Direct elections to health boards won’t be rolled out across Scotland because pilot polls in Fife and Dumfries attracted turnouts of only 10 and 20 per cent respectively. Instead health boards will be exhorted to recruit more widely.
The story was hardly reported last week even though Scotland retains the unenviable position of the Sick Man (and Woman) of Europe and spends £10.9 billion per annum through its 14 territorial and nine special health boards – a third of all public spending.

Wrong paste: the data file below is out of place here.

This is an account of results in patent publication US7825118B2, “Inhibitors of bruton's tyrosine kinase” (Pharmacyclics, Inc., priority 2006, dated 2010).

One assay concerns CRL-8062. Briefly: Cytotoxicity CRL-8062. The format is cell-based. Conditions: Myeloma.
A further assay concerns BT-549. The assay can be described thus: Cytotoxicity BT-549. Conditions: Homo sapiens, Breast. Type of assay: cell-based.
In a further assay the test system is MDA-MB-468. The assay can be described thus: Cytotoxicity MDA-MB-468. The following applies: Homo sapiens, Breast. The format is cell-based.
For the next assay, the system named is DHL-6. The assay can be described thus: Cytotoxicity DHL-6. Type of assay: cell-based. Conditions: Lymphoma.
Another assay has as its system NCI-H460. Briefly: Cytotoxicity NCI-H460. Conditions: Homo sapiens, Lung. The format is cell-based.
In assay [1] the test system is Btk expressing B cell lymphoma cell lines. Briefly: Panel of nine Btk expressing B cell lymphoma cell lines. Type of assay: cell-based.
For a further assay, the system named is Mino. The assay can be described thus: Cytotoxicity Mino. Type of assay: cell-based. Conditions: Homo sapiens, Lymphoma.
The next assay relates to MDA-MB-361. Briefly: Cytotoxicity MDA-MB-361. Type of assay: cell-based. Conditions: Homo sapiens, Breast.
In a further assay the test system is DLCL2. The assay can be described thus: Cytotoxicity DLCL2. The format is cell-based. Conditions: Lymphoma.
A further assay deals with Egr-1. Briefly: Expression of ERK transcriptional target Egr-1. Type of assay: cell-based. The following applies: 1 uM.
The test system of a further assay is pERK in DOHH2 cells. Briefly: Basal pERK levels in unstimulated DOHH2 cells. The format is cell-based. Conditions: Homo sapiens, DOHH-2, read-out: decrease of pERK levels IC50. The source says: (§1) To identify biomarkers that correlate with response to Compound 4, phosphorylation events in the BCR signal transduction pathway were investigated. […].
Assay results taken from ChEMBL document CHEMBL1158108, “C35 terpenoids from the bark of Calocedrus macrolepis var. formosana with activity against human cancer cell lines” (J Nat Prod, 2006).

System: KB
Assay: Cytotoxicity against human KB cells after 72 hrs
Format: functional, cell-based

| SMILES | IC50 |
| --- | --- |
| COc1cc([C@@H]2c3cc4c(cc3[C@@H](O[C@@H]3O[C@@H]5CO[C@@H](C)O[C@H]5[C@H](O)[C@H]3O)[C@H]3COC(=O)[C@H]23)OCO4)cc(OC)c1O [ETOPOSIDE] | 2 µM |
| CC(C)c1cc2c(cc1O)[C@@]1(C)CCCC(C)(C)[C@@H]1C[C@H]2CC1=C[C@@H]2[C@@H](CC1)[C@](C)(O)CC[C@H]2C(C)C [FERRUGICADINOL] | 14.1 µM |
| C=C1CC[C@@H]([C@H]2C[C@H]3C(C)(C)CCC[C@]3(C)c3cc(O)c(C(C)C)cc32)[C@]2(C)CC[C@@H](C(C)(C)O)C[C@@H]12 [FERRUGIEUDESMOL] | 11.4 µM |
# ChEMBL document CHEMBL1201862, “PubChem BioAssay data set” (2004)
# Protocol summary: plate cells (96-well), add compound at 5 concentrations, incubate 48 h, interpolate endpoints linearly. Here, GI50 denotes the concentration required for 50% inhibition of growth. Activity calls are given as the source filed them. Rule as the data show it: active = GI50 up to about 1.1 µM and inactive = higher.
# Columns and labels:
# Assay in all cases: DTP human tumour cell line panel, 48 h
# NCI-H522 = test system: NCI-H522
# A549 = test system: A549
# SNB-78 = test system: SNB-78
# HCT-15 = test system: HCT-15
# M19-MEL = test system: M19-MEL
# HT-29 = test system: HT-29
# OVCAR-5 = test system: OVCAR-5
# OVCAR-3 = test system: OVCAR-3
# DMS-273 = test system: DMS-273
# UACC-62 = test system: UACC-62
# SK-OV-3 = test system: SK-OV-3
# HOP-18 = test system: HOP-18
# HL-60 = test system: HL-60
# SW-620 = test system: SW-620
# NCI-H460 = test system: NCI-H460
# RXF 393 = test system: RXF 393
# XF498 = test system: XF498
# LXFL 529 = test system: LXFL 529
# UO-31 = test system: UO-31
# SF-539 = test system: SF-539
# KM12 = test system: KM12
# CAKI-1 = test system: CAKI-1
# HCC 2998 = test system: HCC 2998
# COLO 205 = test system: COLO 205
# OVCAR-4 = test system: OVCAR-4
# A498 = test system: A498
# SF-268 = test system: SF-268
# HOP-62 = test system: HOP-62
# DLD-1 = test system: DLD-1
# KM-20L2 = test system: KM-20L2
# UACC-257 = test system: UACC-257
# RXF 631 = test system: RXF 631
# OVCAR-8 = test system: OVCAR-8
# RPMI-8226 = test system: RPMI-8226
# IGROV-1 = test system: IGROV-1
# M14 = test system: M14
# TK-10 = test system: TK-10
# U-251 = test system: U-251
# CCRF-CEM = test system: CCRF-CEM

So did the ultra-low turnout demonstrate we have “too much democracy” as panellists on a Radio Scotland weekend political programme suggested? Does the public really not care about health – despite its top position in most public surveys – or think health managers are doing a good job without well-meaning amateurs? Or does the enormous population size of each health board make efforts at democracy well nigh impossible?
Scotland has 14 territorial health boards with an average population of 380,000 apiece. How on earth could the best qualified, hardest-working health activist hope to be known in such a massive constituency? Take a look at Fife – the least responsive pilot area and my own stamping ground. This “local” health board serves a population of 363,585. That’s larger than the population of Iceland.